Session..........: hashcat
Status...........: Running
Hash.Type........: WPA-PMKID-PBKDF2
Hash.Target......: c1b8f6e1f057e8e25189a8f848ef7568*20a6cd88c802*94652...63726b
Time.Started.....: Thu Aug 09 19:51:03 2018 (13 secs)
Time.Estimated...: Next Big Bang (> 10 years)
Guess.Mask.......: '?a?a?a?a?a?a?a?a' [10]
Guess.Queue......: 1/1 (100.00%)
Speed.Dev.#1.....:    35342 H/s (71.94ms) @ Accel:64 Loops:32 Thr:1024 Vec:1
Speed.Dev.#2.....:    45742 H/s (55.24ms) @ Accel:128 Loops:32 Thr:256 Vec:1
Speed.Dev.#3.....:    45742 H/s (55.24ms) @ Accel:128 Loops:32 Thr:256 Vec:1
Speed.Dev.#*.....:   126.8 kH/s
Recovered........: 0/1 (0.00%) Digests, 0/1 (0.00%) Salts
Progress.........: 983040/6634204312890625 (0.00%)
Rejected.........: 0/983040 (0.00%)
Restore.Point....: 327680/6634204312890625 (0.00%)
Candidates.#1....: 'O_ !!!!!' -> '@-yginer'
Candidates.#2....: 'r0qwoner' -> 'kF+19999'
Candidates.#3....: '(ZDERINE' -> 'ux+19999'

 

If I set hashcat to only bruteforce using number then it is quicker.

 

Numbers only

Session..........: hashcat

Status...........: Running

Hash.Type........: WPA-PMKID-PBKDF2

Hash.Target......: c1b8f6e1f057e8e25189a8f848ef7568*20a6cd88c802*94652...63726b

Time.Started.....: Thu Aug 09 19:58:32 2018 (9 secs)

Time.Estimated...: Thu Aug 09 20:11:44 2018 (13 mins, 3 secs)

Guess.Mask.......: '?d?d?d?d?d?d?d?d' [10]

Guess.Queue......: 1/1 (100.00%)

Speed.Dev.#1.....:    35324 H/s (71.97ms) @ Accel:64 Loops:32 Thr:1024 Vec:1

Speed.Dev.#2.....:    45697 H/s (55.24ms) @ Accel:128 Loops:32 Thr:256 Vec:1

Speed.Dev.#3.....:    45698 H/s (55.24ms) @ Accel:128 Loops:32 Thr:256 Vec:1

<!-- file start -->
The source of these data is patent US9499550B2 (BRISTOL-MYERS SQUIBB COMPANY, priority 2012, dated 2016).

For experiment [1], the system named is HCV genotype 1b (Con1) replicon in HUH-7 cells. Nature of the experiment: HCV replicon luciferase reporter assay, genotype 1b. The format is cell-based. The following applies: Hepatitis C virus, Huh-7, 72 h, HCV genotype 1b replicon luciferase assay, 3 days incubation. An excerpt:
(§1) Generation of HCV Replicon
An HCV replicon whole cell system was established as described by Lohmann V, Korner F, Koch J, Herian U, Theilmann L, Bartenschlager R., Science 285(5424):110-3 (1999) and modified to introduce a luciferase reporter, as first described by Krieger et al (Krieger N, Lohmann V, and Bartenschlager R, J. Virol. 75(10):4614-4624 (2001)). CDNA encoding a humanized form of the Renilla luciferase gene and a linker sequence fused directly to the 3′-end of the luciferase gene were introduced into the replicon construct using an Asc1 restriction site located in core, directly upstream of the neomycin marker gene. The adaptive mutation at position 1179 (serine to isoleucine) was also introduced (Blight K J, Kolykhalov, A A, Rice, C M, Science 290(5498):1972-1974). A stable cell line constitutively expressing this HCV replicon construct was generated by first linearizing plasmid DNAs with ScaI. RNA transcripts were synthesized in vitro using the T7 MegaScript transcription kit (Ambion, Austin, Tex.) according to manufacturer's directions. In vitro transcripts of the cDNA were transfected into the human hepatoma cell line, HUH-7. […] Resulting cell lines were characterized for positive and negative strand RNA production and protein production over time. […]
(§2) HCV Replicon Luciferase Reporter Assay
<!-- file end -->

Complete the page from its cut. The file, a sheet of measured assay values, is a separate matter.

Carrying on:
Speed.Dev.#*.....:   126.7 kH/s

Recovered........: 0/1 (0.00%) Digests, 0/1 (0.00%) Salts

Progress.........: 655360/100000000 (0.66%)

Rejected.........: 0/655360 (0.00%)

Restore.Point....: 0/100000000 (0.00%)

Candidates.#1....: '23456789' -> '79561123'

Candidates.#2....: '25580456' -> '71512200'

Candidates.#3....: '21512200' -> '76865434'

 

 Also note that all the examples I found on the web have part of the the psk in the guess mask already.

 

For example;

./hashcat -m 16800 test.16800 -a 3 -w 3 '?l?l?l?l?l?re!123'

 

As I understand it thier mask will randomise the first 6 characters and always append re!123 in their example, so I would expect thier result to be quick.

 

Lastly do home grade routers have 802.11r enabled by default (or even support it).

Occasional Contributor I

Re: WPA2 Vulnerability PMKID hashcat

That's why a long WPA2-PSK goes a long way, i.e. it would take infeasibly long to brute force a long PSK composed of just lowercase letters and digits (26+10=36 chars set). You can even make it harder by using a charsets of upper, lower, digits and some special chars (26+26+10+10?=72 chars set). Depending on the GPU hashrate, hashcat wiki has a nice estimation of the time it takes to brute force such PSK.